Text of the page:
Placemaking to Make Friends: The Case of Cleveland’s East 4th Street
Ari Maron had no friends.
When he moved back to Cleveland after college, all his friends had moved away. “They’d all gone to New York and Chicago and San Francisco,” he said. “And none of them lived in cul-de-sacs. None of them drove SUVs. They all lived in mixed-use buildings, they were all connected to transit, they were all in walkable communities.” If only they could figure out how to build communities like that in Cleveland, Maron thought, “perhaps I’d have some friends.”
That, he said, was the motivating factor for him to abandon his ambitions of being a concert violinist and join the family construction business.
Maron is part of the LOCUS network of smart-growth-oriented real estate developers, which operates under the aegis of Smart Growth America. LOCUS shows that walkable communities aren’t just pretty and good for the environment — they generate wealth. Not all developers are in it to make friends, after all — they want to turn a profit. The good news is, they can do both.
Maron told his story to a LOCUS conference yesterday in Washington, DC. He said his family firm, MRN Ltd., bought 15 historic buildings in the downtown core, focusing on East 4th Street. The ground floor were all drug fronts, and the street was a center of prostitution. The upper floors were all vacant. There were 250 property owners to deal with, and the big developers just weren’t willing to bother. But Maron and his family bought them out.
MRN hooked up with a local nonprofit to set up a revolving loan fund. Figuring out the housing in the upper floors was easy, but they struggled with what to do with the ground-level spaces. “Cleveland, in its suburbanization, has 17 regional shopping centers for a population of 2.1 million,” Maron said. “It’s way over-retailed. So we knew we couldn’t do The Gap and Express and these other mall tenants downtown.”
The changing face of retail creates a challenge for people trying to build a commercial main street today, versus 50 years ago. People don’t buy vacuum cleaners and hats and stationery at little storefronts anymore. They buy them online or at big-box stores. So how do you populate a commercial strip?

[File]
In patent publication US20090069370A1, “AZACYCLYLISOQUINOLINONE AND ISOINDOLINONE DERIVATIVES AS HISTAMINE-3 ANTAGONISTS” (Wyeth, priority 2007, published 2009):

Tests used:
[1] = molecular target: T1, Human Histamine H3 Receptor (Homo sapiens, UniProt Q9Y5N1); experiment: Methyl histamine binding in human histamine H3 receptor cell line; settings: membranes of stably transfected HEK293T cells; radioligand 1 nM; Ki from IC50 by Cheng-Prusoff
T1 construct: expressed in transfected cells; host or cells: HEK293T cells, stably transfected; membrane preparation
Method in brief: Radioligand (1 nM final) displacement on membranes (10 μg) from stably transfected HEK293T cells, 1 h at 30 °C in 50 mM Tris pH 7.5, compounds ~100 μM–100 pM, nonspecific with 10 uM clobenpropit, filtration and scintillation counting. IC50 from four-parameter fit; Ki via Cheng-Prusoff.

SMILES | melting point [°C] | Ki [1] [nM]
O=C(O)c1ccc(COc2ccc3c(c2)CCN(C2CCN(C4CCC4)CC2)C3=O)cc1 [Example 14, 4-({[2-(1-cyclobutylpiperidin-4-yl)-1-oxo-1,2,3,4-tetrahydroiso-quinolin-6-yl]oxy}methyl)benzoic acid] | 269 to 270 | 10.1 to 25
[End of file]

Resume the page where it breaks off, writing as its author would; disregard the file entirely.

The answer to most developers, including Maron, is food, booze and entertainment. “We couldn’t convince chefs to open up in downtown Cleveland, so what we did, like any stupid developer, we went into the business ourselves.” Under his brother’s leadership, MRN opened up a 16-lane martini bar/bowling alley, a Mexican restaurant, and an Irish pub that they owned 100 percent. Once they proved there was a market, they were able to attract the Iron Chef, Michael Symon, and other high-profile restaurateurs.
Then they started building mixed-use neighborhoods in other areas — on the way to the airport and in University Circle, Cleveland’s second downtown. They used major employers like the Cleveland Clinic and Case Western Reserve University as anchors — institutions they knew weren’t going to leave.
Case Western had seen its enrollment and SAT scores drop. University officials realized they were losing the placemaking race to other universities in more appealing locations. MRN built a mixed-use neighborhood in the center of campus with shops, restaurants, and housing — bringing enrollments and SAT scores to historic highs. The university shared the risk with the tenants, “master-leasing” half the retail space. But they attracted the “pink hair and portfolios” crowd — the creative class, as it were — by creating a vibrant area people wanted to be in.
Cleveland’s downtown population has grown by 50 percent. “It’s a very different conversation today than it was a decade ago when we were begging people to come to downtown Cleveland,” Maron said.
“The good news for me is that as we create this city,” Maron said, “as we connect it to transit and as we create different neighborhoods that have multiple characters, that are walkable and exciting for young people — I now have friends.”